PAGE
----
VP of Sales
The ability to define and enforce governance structures. We see programs that fail due to lack of oversight and structure—not necessarily within the program itself, but where that program intertwines with other corporate business groups and functions. High performers and leaders of governance structures enable successful management that is proactive and scalable.
VP of Digital Transformation
The ability to handle objections with poise and confidence, to not take things too personally.
VP of Business Development
The ability and willingness to effectively share your knowledge is a vital skill not only to your business but the supply chain industry as a whole. What sets the supply chain industry apart is its inherent uniqueness—no two experiences are identical. By actively sharing insights gained from our diverse experiences, we empower each other to extract greater value from the products we invest in, make better operational decisions, and innovate existing solutions.
SVP and General Manager
Being proactive. This skill is often overlooked and underrated but critical to excelling in any area of supply chain management especially for brokers. From helping shippers prepare for peak seasons and major market shifts to adding new carriers to our network, being proactive is essential in everything we do.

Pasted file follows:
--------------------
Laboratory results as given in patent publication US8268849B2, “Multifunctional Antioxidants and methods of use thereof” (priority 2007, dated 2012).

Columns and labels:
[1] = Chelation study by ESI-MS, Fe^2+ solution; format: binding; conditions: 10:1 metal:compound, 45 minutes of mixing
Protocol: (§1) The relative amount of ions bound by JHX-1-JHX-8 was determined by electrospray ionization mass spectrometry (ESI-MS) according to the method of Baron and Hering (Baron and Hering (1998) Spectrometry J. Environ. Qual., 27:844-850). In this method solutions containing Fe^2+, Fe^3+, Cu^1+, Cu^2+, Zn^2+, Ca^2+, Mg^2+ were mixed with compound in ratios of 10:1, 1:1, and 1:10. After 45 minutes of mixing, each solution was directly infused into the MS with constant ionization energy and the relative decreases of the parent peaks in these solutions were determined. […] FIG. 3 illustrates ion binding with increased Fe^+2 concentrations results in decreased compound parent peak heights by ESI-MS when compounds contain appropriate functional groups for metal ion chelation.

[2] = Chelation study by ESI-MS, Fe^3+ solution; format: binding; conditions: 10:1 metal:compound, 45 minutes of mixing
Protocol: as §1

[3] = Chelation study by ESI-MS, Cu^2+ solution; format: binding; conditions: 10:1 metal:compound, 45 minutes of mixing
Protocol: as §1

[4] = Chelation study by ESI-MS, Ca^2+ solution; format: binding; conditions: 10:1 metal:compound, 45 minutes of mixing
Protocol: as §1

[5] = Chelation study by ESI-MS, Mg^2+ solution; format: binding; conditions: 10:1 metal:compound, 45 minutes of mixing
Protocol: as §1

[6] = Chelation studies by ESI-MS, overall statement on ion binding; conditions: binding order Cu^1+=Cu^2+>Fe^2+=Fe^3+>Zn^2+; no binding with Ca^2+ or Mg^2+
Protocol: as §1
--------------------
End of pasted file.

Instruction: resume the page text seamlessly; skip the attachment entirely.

VP of Carrier Sales
Communication. The supply chain has a lot of moving parts, often involving multiple teams and outside sources. It is important to communicate to avoid any major issues. Strong communication is one of the most beneficial skills you can have.
–Joseph A. Schlossberg
VP of Global Sales
Sourcing Solutions International
The ability to look at your whole operation and rapidly assess the consequences of every decision is essential. Add to this the numerous, challenging ESG regulations across the world and you must become a real control tower, with a deeper understanding of all aspects.
Chief Marketing Officer
Adaptability and good communication. As the supply chain continues to evolve and we face worker shortages, we should be open to talent—even from other industries—who possess these skills; they not only fill gaps but also inject fresh ideas and enhance our resilience.